by John Andersen, DVM
As I drive to work each day, I pass by one particular house with a dog who is always in the yard at the time I drive by. He runs the property line, protecting his territory with a bark and energetic sprinting about. And although I don’t know him or his owners and have never examined him, I’d bet the farm that he’s got a torn ACL in his right rear leg.
The ACL, or anterior cruciate ligament (or more properly in dog anatomy the CCL or cranial cruciate ligament), is an extremely important ligament located inside of the knee joint. It is one of many important structures that give the knee stability, yet flexibility.
Unfortunately, it is also very susceptible to injury, and for unknown reasons the incidence of ACL tears in dogs is on the rise.
Hip dysplasia and hip arthritis in dogs used to get all the press. There are special foundations that assess dogs’ hips for breeding purposes, and clients are often asking questions about the quality of their dog’s hips. Well, move over hips, the canine knee is the new problem of today’s era. ACL tears in the knee cause considerably more pain and lameness and require expensive surgery to repair.
Hip dysplasia is a term used to describe a hip joint that was not quite formed properly, typically a hip joint that is too “loose” and unstable. This leads to painful arthritis over time and is often worsened by obesity.
As stated before, ACL injuries are a much worse problem. While hip arthritis is commonly associated with stiffness and soreness, ACL injuries are commonly associated with non-weight bearing on the leg, more arthritis and pain, and more muscle loss and debility over time.
Many people think of ACL injuries in humans occurring during physical activity like football or soccer, essentially getting the knee turned the wrong way. In dogs, this does occur, however the consensus these days is that most dogs with ACL tears have a slight deformity in the shape of the knee which leads to excessive strain on the ACL. Eventually, after thousands upon thousands of steps, the ACL finally breaks. This is especially evident in younger dogs who have torn one ACL and the next year tear the other. And once the ACL has torn, it is gone and will not heal back together on its own.
Interestingly, we don’t see a lot of minor sprains and strains in veterinary medicine. I think this is because dogs have four legs and if they stumble they’ve got three other legs to catch themselves. So when a dog pulls up completely lame on one of its rear legs, the likelihood is that it either got a cut on its foot or has a torn ACL.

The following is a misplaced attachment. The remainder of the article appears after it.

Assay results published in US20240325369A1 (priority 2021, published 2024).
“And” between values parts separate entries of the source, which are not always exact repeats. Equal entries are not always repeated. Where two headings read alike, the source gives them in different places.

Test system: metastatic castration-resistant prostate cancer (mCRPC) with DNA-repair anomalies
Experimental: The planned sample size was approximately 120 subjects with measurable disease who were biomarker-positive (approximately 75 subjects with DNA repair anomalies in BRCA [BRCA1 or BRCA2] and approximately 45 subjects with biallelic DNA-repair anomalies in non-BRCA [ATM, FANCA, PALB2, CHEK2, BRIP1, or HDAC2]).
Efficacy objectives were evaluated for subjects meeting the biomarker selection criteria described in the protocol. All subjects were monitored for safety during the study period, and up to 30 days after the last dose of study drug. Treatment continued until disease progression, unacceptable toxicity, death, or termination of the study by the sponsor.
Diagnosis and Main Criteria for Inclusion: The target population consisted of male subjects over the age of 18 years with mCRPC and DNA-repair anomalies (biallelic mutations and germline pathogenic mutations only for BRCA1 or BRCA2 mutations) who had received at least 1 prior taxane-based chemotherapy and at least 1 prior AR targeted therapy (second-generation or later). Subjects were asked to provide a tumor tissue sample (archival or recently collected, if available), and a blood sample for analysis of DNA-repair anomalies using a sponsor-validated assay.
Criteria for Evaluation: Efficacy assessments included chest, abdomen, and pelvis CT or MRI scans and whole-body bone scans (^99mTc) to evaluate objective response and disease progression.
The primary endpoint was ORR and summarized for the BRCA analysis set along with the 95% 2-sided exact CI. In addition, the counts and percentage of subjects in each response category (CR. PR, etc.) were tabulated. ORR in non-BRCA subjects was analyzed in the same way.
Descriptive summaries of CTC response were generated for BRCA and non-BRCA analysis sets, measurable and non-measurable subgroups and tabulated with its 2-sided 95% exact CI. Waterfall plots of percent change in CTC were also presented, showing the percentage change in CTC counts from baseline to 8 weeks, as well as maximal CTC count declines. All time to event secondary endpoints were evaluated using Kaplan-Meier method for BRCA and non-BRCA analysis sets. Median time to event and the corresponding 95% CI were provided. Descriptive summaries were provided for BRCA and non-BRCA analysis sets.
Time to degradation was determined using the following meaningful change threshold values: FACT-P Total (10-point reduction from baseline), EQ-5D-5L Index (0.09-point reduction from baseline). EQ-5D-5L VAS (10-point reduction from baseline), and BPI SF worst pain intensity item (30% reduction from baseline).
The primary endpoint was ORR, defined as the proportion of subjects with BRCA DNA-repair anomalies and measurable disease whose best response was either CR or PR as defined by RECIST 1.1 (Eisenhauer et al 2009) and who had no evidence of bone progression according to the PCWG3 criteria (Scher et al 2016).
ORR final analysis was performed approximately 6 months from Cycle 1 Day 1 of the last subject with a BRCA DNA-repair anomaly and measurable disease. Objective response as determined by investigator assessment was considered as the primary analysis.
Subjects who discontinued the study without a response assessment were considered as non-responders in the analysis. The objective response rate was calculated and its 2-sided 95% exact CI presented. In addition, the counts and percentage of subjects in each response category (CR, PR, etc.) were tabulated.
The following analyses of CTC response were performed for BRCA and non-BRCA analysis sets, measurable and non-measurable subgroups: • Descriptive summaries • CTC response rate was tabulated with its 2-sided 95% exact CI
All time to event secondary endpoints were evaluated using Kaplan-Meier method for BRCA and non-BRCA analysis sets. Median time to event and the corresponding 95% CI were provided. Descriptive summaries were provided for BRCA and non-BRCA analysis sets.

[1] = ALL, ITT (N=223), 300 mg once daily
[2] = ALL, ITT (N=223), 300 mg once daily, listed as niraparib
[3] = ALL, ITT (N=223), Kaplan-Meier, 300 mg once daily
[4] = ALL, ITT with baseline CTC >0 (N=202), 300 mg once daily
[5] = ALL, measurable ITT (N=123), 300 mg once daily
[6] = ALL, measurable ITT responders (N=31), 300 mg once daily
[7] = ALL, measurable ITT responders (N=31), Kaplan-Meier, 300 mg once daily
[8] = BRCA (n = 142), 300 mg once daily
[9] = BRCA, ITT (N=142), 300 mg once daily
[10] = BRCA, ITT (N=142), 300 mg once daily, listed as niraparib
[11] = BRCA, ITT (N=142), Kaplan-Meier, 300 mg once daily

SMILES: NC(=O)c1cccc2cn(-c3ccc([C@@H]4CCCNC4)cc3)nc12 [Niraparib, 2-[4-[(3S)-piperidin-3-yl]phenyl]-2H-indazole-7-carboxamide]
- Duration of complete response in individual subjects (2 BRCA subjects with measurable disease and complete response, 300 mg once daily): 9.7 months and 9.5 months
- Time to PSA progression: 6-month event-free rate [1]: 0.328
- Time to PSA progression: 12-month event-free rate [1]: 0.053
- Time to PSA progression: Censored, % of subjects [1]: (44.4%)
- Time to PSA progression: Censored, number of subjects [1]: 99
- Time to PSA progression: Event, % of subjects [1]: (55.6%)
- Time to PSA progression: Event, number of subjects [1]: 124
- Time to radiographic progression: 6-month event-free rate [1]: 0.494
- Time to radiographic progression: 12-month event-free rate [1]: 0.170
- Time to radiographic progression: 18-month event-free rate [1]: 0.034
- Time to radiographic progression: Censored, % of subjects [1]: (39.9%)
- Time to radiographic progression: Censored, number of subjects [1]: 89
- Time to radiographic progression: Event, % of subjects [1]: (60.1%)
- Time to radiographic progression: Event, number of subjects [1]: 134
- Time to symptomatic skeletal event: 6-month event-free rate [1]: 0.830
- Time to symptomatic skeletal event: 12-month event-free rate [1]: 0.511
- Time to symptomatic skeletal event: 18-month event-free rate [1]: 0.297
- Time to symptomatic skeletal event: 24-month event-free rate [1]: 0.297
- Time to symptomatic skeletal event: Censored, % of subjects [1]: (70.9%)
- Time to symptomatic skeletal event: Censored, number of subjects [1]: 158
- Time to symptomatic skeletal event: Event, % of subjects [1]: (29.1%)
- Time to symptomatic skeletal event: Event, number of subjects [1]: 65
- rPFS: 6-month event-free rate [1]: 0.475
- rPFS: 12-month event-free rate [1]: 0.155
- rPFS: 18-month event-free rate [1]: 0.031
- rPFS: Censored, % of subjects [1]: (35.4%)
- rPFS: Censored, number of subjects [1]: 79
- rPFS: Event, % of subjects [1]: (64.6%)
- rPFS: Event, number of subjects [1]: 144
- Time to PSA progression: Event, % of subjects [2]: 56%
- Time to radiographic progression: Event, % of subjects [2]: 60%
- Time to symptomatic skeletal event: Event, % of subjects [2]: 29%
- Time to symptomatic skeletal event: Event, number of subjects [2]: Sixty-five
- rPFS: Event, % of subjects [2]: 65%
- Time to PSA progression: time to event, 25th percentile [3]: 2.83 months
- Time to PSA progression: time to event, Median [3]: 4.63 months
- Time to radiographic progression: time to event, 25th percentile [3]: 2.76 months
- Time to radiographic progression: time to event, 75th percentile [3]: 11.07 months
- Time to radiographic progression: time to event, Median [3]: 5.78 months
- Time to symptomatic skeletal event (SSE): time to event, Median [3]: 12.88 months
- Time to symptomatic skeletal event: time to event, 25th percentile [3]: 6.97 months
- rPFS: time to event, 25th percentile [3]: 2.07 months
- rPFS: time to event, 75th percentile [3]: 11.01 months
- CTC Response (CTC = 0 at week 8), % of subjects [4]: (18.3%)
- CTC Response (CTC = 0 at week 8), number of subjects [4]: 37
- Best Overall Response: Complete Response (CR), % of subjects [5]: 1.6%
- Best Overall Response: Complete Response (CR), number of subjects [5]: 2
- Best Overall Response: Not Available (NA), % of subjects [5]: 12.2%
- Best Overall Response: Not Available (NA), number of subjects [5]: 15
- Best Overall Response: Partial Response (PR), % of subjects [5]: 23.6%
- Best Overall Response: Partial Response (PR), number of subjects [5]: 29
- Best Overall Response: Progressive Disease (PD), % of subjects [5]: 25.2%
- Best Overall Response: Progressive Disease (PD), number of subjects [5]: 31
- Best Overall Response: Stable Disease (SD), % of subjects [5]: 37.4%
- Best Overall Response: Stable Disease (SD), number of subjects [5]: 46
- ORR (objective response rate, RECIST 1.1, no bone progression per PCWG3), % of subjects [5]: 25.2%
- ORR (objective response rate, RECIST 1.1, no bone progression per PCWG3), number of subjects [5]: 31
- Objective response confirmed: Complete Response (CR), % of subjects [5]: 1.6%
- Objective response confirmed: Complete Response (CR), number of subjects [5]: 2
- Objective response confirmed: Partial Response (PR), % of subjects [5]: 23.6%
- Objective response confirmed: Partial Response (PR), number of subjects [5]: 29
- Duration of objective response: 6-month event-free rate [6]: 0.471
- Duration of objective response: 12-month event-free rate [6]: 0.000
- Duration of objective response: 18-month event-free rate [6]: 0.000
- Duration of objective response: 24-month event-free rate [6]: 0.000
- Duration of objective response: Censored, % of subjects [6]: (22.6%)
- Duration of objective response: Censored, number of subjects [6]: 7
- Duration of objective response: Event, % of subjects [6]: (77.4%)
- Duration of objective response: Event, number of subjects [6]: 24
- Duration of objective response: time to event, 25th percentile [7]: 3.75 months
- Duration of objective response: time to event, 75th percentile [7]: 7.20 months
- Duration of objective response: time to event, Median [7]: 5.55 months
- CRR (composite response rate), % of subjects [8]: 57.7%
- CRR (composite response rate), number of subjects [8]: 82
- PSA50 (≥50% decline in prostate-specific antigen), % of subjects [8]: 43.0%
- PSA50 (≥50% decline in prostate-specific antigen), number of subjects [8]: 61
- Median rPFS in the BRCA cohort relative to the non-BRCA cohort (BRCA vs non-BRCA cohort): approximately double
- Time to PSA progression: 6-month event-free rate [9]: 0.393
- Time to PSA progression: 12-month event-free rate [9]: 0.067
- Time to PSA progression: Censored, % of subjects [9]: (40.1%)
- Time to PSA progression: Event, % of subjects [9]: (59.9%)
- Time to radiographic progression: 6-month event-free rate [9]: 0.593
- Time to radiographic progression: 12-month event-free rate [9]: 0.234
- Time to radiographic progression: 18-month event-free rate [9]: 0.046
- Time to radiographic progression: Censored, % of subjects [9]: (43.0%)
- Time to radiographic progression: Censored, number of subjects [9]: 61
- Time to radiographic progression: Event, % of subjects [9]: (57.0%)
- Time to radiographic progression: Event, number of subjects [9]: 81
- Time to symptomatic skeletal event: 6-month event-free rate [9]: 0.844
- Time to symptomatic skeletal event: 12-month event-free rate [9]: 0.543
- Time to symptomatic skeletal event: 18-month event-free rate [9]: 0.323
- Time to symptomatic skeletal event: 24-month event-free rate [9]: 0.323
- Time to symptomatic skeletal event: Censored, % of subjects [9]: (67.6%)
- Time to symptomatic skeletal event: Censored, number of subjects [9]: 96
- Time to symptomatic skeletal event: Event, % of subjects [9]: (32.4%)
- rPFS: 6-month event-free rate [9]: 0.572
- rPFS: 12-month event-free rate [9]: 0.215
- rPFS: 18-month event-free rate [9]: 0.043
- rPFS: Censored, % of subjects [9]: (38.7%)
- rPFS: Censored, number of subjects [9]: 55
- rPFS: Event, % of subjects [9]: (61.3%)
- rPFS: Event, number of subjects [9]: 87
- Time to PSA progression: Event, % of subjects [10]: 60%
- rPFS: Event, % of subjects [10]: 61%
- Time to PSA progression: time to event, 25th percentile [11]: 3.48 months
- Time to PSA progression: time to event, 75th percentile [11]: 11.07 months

ACL injuries are diagnosed based on history and physical exam. Sudden, non-weight bearing lameness on a hind leg that lasts for more than a day is very likely to be an ACL injury. A chronic, on-and-off history of significant lameness in one leg is also very likely an ACL tear. Some dogs have no obvious lameness because they’ve managed to tear both ACL’s, so their left rear leg is equally as painful as the right and neither is held up off the ground.
The diagnosis is confirmed by being able to move the tibia (shin bone) forward relative to the femur (thigh bone). The ACL normally prevents this movement and we should never be able to feel this type of instability. Some dogs are too tense or in too much pain to tolerate an accurate physical exam. These dogs need to be sedated so we can feel the leg with no tension or muscle tone present.
Lastly, x-rays of the knees and hips are needed to rule out other diseases and also to be aware of the dog’s entire orthopedic situation prior to having discussions about surgery.
Ideally, every dog with an ACL tear should have surgery to stabilize the knee. Without surgery, the knee will be forever unstable and will not only develop arthritis at a fast and debilitating rate, but also these dogs will continue to injure other ligaments in the knee as well as the meniscus.
There are a few different techniques to repair an ACL tear, all of which have been shown to stabilize the knee and slow the progression of arthritis. No technique has been proven substantially better than the others. I have repaired knees on dogs ranging from 10 to 100 pounds, and all of them have benefitted greatly from surgery. Unfortunately, no matter how successful the repair, the dog’s knee will never be the same. I think of it this way: A football player tears his ACL during his sophomore year in college. He gets surgery, works hard on rehab, and comes back the following year and has a successful junior and senior season, even a few years in the NFL. But talk to that guy at 50 and he may be getting ready to have a knee replacement. If he doesn’t get surgery, his sports days are over and his knee replacement happens earlier (knee replacements aren’t going to happen anytime soon in dogs).
ACL surgery is expensive, ranging from $1500-$3000 per knee, depending on the type of surgery performed and where it is done. That is a hard pill to swallow for most of us, and to me is the worst thing about ACL injuries.
That dog I see every morning clearly has an ACL tear and it may be that surgery is cost-prohibitive for his owners, or maybe they think their dog is fine ’cause he keeps barking at me every morning. Either way, get your dog checked out if he’s lame in the rear and pray for bad hips!